Safety Measures Rejected by Trucking Industry

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As the number of people killed in commercial truck accidents continues to climb, some in the trucking industry continue to decry measures aimed at preventing fatal tractor-trailer crashes.

Safety measures have taken hold for passenger vehicles, both in terms of onboard technology features and drivers acting more cautiously.  The results are evident; U.S. fatal motor vehicle crashes have steadily fallen in recent years.

The same is not true for the nation’s commercial trucking sector.  In the last 10 years are so, deadly big rig accidents have trended upward.

Despite all of this, the leader of the Owner-Operator Independent Drivers Association recently lambasted federal lawmakers for their efforts to make commercial trucking safer. The OOIDA is a nearly 50-year-old organization that lobbies for professional truck drivers.

At the February 4 hearing of the U.S. Senate Subcommittee on Transportation and Safety, the executive vice president of the OOIDA complained about many safety regulations placed on the trucking industry.

Dangerously Tired Truck Drivers

He objected to the federal Electronic Logging Device Mandate, which now requires commercial truckers to log their driving hours using computers versus the old paper log books. The ELD Mandate is the solution to truck drivers who in the past fudged their driving hours, keeping one set of books with their actual driving hours and another with false documentation to show law enforcement.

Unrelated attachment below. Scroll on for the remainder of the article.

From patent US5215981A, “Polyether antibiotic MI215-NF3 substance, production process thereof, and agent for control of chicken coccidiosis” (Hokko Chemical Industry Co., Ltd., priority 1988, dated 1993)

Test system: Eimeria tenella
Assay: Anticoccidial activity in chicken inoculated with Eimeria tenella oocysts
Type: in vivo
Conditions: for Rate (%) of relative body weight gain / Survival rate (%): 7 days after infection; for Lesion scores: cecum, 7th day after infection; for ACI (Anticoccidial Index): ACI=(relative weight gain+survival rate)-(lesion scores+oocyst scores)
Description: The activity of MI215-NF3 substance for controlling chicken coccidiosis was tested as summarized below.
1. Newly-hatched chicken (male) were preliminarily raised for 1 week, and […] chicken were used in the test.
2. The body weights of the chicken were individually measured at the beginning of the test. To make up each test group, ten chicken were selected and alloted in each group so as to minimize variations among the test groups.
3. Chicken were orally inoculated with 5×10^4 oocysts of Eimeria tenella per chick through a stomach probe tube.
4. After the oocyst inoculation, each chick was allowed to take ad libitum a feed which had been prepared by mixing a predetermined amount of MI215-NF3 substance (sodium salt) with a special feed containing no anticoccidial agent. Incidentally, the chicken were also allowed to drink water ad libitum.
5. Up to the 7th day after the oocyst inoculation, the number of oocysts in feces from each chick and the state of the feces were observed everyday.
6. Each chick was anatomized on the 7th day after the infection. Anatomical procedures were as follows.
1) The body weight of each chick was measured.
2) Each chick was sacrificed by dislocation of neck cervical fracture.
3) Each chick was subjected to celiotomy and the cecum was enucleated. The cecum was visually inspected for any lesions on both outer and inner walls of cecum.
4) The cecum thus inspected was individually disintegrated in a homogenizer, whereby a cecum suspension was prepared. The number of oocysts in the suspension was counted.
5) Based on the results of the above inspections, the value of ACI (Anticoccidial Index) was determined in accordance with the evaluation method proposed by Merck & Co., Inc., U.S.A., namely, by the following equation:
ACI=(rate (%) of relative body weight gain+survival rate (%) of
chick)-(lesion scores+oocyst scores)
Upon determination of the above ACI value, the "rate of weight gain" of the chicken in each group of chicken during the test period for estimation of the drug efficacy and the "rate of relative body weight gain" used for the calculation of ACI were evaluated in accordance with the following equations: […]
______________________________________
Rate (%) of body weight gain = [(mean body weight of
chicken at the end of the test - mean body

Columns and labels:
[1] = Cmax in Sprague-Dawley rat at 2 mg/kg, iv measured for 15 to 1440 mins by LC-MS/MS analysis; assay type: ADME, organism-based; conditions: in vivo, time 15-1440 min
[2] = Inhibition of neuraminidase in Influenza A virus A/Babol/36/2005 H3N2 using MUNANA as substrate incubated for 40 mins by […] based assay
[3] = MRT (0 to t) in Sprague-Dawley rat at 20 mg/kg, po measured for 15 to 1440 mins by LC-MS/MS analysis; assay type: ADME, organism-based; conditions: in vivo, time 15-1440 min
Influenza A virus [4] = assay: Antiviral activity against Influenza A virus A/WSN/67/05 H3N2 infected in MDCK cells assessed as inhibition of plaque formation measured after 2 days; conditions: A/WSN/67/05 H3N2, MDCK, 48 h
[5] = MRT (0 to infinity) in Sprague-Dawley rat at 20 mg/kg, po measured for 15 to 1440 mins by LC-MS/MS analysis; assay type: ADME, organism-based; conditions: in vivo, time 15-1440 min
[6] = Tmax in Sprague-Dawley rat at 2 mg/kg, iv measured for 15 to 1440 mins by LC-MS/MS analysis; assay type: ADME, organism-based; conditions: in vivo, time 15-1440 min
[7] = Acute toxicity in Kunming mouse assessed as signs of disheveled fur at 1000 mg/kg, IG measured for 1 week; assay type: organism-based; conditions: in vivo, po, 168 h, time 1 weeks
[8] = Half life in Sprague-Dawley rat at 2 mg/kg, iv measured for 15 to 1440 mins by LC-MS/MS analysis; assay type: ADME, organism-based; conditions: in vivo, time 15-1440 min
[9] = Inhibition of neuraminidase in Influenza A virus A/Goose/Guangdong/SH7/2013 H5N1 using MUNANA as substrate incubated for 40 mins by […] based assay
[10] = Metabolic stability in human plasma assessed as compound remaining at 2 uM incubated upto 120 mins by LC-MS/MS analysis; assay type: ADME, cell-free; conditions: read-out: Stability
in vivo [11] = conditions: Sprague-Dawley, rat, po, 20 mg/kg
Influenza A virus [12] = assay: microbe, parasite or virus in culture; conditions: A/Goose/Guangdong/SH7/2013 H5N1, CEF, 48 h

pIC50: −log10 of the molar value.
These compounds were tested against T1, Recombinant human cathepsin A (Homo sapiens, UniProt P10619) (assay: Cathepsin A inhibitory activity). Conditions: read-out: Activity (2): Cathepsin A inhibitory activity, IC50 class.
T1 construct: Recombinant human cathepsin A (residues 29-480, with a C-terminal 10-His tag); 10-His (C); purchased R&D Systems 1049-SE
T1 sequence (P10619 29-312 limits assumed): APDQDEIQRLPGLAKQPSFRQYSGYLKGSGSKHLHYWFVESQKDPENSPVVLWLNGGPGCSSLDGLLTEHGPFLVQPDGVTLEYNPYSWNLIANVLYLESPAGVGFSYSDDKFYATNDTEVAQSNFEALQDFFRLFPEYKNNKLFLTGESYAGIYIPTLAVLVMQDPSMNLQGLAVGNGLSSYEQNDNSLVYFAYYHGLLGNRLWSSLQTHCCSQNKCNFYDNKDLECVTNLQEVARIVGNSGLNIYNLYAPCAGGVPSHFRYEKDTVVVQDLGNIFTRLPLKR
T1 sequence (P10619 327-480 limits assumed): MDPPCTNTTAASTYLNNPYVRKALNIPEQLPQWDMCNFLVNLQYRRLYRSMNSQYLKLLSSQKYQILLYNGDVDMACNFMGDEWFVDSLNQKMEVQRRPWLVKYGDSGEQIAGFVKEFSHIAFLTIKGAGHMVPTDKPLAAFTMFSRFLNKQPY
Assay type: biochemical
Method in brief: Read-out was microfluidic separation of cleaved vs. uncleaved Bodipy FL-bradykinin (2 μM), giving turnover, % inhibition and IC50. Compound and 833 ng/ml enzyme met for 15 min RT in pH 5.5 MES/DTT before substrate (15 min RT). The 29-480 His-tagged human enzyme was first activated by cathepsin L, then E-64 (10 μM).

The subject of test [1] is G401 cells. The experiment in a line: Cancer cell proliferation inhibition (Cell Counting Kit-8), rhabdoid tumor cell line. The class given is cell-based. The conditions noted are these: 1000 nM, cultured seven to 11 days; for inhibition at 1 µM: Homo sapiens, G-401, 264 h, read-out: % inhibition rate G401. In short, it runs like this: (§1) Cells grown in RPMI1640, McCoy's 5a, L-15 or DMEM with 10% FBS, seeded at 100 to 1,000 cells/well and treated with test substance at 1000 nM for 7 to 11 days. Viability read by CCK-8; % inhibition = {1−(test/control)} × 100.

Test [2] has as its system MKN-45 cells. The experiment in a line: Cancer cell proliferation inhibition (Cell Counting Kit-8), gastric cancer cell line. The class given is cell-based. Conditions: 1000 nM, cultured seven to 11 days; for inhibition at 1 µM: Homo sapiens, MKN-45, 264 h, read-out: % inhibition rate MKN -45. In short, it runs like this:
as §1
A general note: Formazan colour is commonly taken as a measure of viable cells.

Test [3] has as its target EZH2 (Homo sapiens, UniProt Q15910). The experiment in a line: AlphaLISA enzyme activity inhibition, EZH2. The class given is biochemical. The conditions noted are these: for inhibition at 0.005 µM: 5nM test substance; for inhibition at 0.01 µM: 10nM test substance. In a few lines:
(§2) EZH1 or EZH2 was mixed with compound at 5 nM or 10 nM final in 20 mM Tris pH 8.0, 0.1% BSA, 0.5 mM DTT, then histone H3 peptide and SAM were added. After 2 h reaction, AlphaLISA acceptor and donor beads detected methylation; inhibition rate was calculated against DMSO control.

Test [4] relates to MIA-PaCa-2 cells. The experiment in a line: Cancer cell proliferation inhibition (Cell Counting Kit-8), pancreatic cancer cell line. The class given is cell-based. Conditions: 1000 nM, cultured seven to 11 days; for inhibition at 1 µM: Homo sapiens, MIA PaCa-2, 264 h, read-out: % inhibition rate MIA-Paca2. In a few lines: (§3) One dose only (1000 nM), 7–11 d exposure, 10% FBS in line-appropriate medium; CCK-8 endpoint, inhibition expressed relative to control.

Why is this important? Big rig drivers can only be on the road a set number of hours per day and week for a good reason.  Truckers who ignore needed rest in order to maximize income (most are paid by the mile driven) may be dangerously tired behind the wheel.

Fatigued over-the-road truckers have been shown to cause deadly truck accidents. Yet the OOIDA complains the ELD Mandate is unfair to truck drivers.

One primary objection the OOIDA executive gave to the ELD Mandate in his Congressional testimony was the financial cost to truck drivers and motor carriers.

The OOIDA executive vice president also argued against future measures the federal government is considering to help protect potential victims of deadly truck accidents.

Speeding Big Rigs

One of those steps is to make speed limiters mandatory on 18-wheelers.  These devices would prevent commercial truck drivers hauling loads up to 80,000 pounds from driving dangerously fast. Last year, a law requiring new trucks to have speed limiters set to 65 mph was introduced on a bipartisan basis.

In a nod to trucking industry’s concerns, the proposed law requires the devices on new trucks.  It does not require older rigs to be retrofitted with them. Yet the motor carrier industry objects.

As long as trucking companies and commercial truck drivers continue to put their own economic interests ahead of public safety, reducing the number of fatal truck crashes will be difficult.

If you were seriously injured or lost a family member in a crash with a commercial truck, speak with a truck accident attorney about fighting for your legal rights to just compensation from those individuals and companies at fault.

The choice of a lawyer is an important decision that should not be based solely on advertisements.

Authored by Gray Ritter Graham, posted in Blog February 13, 2020


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